By Wokandpix. CC0 Creative Commons.

Good week for the healthcare sector, with Eli Lilly and AstraZeneca posting positive earnings and Takeda reportedly moving closer to acquiring Shire. Concerns over antimicrobial resistance continue but an OECD report states that to fight “superbugs” globally would cost US$2 per person.

In local news, representatives from the Minister of Health stated that the sector has a not-enough–women problem and that one out of every four Mexicans will face a mental disease in their lives. Baja California’s medical devices sector keeps growing and a Spanish hospital allied with a local software development to create an Innovation in Healthcare Center.

Mexico Health Review spoke to Erik Musalem, General Manager of Gilead Sciences Mexico, about the company’s portfolio and strategies to address HIV and hepatitis.

Now jump into last week’s highlights:



Doctors from the Ministry of Health explain that 25 percent of Mexicans face a mental disease during their lives but only 3 percent receive medical treatment.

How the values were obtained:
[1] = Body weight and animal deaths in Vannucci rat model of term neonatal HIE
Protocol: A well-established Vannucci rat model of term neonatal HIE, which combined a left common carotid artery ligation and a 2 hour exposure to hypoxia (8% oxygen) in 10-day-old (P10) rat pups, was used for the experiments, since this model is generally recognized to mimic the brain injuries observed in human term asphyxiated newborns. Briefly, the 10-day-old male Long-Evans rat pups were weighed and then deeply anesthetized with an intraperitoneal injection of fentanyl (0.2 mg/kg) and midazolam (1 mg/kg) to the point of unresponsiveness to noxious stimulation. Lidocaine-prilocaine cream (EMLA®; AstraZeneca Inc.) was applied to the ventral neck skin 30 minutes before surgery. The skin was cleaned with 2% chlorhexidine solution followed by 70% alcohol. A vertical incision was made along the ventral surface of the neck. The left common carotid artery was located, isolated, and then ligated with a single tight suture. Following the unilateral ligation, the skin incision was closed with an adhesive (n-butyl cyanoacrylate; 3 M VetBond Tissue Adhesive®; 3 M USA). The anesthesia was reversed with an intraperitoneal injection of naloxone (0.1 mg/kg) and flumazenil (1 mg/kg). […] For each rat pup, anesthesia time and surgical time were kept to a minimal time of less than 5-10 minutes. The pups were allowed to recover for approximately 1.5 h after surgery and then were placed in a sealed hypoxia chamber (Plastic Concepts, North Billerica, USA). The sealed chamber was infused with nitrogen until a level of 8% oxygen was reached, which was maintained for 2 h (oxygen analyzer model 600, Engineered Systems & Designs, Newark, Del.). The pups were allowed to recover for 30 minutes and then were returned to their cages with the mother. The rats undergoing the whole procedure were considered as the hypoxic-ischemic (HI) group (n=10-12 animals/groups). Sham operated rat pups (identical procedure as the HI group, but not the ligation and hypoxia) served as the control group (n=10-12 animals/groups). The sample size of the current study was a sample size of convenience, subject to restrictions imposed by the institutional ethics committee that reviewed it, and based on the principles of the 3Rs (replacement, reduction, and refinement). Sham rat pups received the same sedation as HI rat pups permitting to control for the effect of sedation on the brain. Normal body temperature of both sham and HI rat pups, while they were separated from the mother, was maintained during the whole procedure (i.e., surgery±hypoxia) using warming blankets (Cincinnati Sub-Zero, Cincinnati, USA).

Spanish Clinical Hospital San Carlos de Madrid allied with local company Nubaj IT & Consulting to launch the Innovation in Healthcare Center Thinnkup in Mexico City.

The Minister of Health identified a  gender gap in the healthcare sector, which still has a limited presence of women.

Baja California’s medical devices sector reported an expected 10 percent growth in 2018. The state now has 79 medical device companies employing 65,000 workers.



Stopping “superbug” infections globally could cost only US$2 per person, said the OECD referring to the growing antimicrobial resistance problem.

AstraZeneca reported 9 percent growth in sales during 3Q18 due to strong demand for its new medicines.

Takeda continues to move forward in its takeover of Shire. The US$62-billion bid, which would be the largest in history for a Japanese company, may win EU antitrust approval according to insiders.

Eli Lilly reports stronger-than-expected earnings for 3Q18. The pharmaceutical is removing its Beta-secretase (BASE) program for an Alzheimer’s treatment from its pipeline following a series of setbacks that have placed the theory behind it in doubt.

Share →

Leave a Reply

Your email address will not be published. Required fields are marked *